Such gambles do not often pay. Growing even more reckless, she toddled towards me; in what is always a wild animal’s last resort, she was appealing for human help. No high-definition David Attenborough documentary could provide such a sharp image. Breast glinting like a glacier, eyes orange, the wick of her yellow bill burned in the frost. The tiny cry she gave now was just a broken blow on a tin whistle, but it reached deep inside me. Wildness tamed by need, she gave another cry. I brought out an energy bar. Even before I had scattered the pieces, she was eating them out of my hand.
To the human ear, our winter guests might sing in a minor key, conjuring wistfulness. Even the resident robin’s December song is tinged with sorrow. Likewise our folklore surrounding hibernal migrants is also chiefly melancholic — on his deathbed, the great Socrates failed to persuade people that although swans sang before they died, it was a happy sound. But as I watched the wild swan, who having finished the cereal bar was now feeding on some nearby stubble, I smiled. Only winter offers us such intimacy: to feel a brambling beat in the hand, to feed a wild swan used to the wiles of polar bears and Arctic foxes.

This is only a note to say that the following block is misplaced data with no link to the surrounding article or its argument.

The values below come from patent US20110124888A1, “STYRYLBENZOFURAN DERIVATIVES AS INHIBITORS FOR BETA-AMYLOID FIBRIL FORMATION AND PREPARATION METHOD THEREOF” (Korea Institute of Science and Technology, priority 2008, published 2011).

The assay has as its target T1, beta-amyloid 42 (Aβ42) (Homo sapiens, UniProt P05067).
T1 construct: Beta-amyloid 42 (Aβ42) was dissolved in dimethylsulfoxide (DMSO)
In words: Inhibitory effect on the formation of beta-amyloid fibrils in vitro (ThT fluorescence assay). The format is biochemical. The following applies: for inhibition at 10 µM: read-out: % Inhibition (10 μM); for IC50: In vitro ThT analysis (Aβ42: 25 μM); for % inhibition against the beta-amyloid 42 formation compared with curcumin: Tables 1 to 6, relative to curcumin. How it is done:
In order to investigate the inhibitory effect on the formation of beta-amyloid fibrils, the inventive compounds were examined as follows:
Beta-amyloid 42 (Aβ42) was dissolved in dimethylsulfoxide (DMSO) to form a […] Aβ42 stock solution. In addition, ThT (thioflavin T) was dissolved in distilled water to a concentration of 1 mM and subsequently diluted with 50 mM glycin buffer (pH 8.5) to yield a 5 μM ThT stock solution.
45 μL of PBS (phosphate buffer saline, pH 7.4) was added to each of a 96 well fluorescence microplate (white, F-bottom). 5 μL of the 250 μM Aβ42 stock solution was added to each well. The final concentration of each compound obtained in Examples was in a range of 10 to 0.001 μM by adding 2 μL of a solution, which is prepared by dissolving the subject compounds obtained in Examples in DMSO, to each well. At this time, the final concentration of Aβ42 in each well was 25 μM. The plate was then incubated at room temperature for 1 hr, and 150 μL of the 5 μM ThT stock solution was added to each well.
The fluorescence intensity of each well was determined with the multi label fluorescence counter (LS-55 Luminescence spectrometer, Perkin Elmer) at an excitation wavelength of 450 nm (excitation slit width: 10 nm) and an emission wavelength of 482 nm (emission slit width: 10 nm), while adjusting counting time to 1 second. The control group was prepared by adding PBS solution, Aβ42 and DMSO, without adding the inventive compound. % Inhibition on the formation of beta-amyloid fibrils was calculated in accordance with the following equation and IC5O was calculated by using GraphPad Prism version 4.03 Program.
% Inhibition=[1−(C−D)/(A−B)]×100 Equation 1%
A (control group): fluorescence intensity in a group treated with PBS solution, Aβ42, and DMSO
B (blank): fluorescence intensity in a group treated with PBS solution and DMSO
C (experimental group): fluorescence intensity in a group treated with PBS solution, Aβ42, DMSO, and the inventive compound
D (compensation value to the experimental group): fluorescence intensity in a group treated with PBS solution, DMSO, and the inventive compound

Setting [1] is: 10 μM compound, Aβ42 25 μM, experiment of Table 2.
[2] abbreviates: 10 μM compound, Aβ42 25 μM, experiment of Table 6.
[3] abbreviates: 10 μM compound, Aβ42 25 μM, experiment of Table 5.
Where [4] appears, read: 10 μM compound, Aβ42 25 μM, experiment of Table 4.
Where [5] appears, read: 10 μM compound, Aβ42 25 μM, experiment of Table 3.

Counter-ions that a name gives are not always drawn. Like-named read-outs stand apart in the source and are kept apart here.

Our winter guests also give their hosts a chance of seeing ourselves through different eyes. The British climate is much maligned. People boast of wintering in the sun. And of getaway cruises. But it’s our climate that draws all these wonderful birds. We aren’t just a few damp, overcrowded fields headbutting a morose, grey sea, as I remember a poet once putting it. We’re also what the wild swans, the bramblings and the skeins of duck and geese see: a misty archipelago of wonderful wetlands, remote inlets and worm-filled fens and glens. The destination of choice for many of the world’s wildest things. Every winter, we entertain angels.